Turning the 'fiscal cliff' into a gentle slope

Economists and policymakers worry that the recovering US economy won't be able to handle the amount of deficit reduction headed its way in the coming months. It can;t be avoided, but it can be made easier to overcome.

Pablo Martinez Monsivais/AP/File
This November 2011 file photo shows the U.S. Capitol building in Washington. Rogers argues that steep budget cuts to reduce the deficit are unavoidable, but steps can be taken to make the cuts gentler on a recovering economy.

The Congressional Budget Office has just released an excellent analysis prepared by CBO economist Ben Page on the “Economic Effects of Reducing the Fiscal Restraint That Is Scheduled to Occur in 2013″ (in typically dry CBO-speak).  I prefer to think of it as an economics version of the story “The Little Engine That Could.”  You see, the “engine” is the U.S. economy, and this so-called “fiscal cliff” is, rather than something we are in danger of falling off of, something we are about to ram straight into–like a huge wall just ahead on the tracks, at January 2013.  When economists and policymakers fret about this fiscal cliff, it’s not the usual worrying about the unsustainable deficits we are projected to run over the next several decades; it’s concern that our economy, still in “recovery,” can’t handle the amount of deficit reduction that is scheduled to be forced upon us in just a matter of months.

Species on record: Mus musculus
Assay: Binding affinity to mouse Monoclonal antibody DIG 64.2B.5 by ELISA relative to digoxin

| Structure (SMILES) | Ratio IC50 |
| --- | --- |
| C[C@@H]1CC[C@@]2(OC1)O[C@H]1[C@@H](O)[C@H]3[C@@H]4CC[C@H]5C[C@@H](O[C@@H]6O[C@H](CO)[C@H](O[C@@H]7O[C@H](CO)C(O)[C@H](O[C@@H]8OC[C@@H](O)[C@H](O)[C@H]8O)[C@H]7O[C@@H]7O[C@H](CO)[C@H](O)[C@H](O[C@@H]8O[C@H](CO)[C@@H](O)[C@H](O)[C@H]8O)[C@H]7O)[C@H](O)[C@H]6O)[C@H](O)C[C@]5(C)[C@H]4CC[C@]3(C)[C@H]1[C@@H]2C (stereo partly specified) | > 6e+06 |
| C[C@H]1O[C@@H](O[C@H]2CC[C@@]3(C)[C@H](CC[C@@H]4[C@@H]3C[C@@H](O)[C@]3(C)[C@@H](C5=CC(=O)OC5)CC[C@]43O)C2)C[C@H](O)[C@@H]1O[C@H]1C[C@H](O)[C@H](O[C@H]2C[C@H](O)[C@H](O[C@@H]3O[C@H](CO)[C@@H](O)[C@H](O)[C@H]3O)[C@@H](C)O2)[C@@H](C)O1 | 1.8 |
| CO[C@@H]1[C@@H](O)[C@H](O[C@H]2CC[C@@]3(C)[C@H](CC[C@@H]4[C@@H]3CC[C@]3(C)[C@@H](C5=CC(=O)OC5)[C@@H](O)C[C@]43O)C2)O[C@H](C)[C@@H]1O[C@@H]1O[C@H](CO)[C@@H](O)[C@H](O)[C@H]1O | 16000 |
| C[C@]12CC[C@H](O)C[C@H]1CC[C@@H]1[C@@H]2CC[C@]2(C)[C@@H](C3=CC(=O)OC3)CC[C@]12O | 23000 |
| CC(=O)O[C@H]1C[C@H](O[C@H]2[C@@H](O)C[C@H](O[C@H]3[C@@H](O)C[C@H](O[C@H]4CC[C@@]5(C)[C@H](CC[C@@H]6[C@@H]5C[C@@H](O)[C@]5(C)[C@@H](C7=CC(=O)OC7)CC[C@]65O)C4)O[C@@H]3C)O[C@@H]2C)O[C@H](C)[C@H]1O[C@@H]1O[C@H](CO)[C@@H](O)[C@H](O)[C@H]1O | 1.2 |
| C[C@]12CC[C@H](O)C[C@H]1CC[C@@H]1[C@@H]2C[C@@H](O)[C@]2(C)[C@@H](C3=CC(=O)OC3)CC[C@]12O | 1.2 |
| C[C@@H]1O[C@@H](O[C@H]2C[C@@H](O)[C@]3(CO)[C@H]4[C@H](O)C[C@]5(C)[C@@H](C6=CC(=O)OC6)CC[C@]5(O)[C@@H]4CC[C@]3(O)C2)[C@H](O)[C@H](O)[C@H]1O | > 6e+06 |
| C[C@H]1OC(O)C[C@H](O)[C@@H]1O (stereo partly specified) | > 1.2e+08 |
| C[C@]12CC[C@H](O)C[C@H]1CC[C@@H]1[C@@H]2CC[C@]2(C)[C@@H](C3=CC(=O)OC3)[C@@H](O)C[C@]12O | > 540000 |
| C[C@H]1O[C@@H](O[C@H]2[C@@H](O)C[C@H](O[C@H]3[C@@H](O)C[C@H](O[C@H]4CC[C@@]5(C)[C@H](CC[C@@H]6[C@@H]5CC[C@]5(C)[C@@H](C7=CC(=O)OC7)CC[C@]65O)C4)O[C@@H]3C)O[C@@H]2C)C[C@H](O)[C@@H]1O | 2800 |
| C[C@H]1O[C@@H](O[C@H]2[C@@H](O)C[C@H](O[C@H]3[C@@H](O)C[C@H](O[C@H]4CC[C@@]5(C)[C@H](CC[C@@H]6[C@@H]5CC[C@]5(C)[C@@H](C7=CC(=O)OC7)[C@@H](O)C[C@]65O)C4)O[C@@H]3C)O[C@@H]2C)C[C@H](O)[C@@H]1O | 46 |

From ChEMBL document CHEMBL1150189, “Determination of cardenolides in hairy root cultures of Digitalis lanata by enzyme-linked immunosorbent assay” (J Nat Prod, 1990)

The CBO analysis validates this worry, first defining the scale of the cliff as $607 billion worth of deficit reduction in one year (or $560 billion net of economic feedback, cutting the deficit nearly in half between fiscal years 2012 and 2013), then explaining that letting our economy run head onto this cliff will in fact, slow it down and perhaps even cause the “double-dip recession” economists have been fearing.  From the summary (emphasis added):

Under those fiscal conditions, which will occur under current law, growth in real (inflation-adjusted) GDP in calendar year 2013 will be just 0.5 percent, CBO expects—with the economy projected to contract at an annual rate of 1.3 percent in the first half of the year and expand at an annual rate of 2.3 percent in the second half. Given the pattern of past recessions as identified by the National Bureau of Economic Research, such a contraction in output in the first half of 2013 would probably be judged to be a recession.

So CBO then looks at the question: what if we could avoid the cliff entirely–by sort of going around it?  Well, going around it would indeed keep us going in 2013:

CBO analyzed what would happen if lawmakers changed fiscal policy in late 2012 to remove or offset all of the policies that are scheduled to reduce the federal budget deficit by 5.1 percent of GDP between calendar years 2012 and 2013. In that case, CBO estimates, the growth of real GDP in calendar year 2013 would lie in a broad range around 4.4 percent, well above the 0.5 percent projected for 2013 under current law.

So that sounds, good: if we can’t go through the fiscal cliff, just go around it (or just say “poof” and imagine it away).  OK, I’ll take that ticket… Except, as CBO next explains, then the inevitable (real) “cliffs” ahead just get taller and steeper: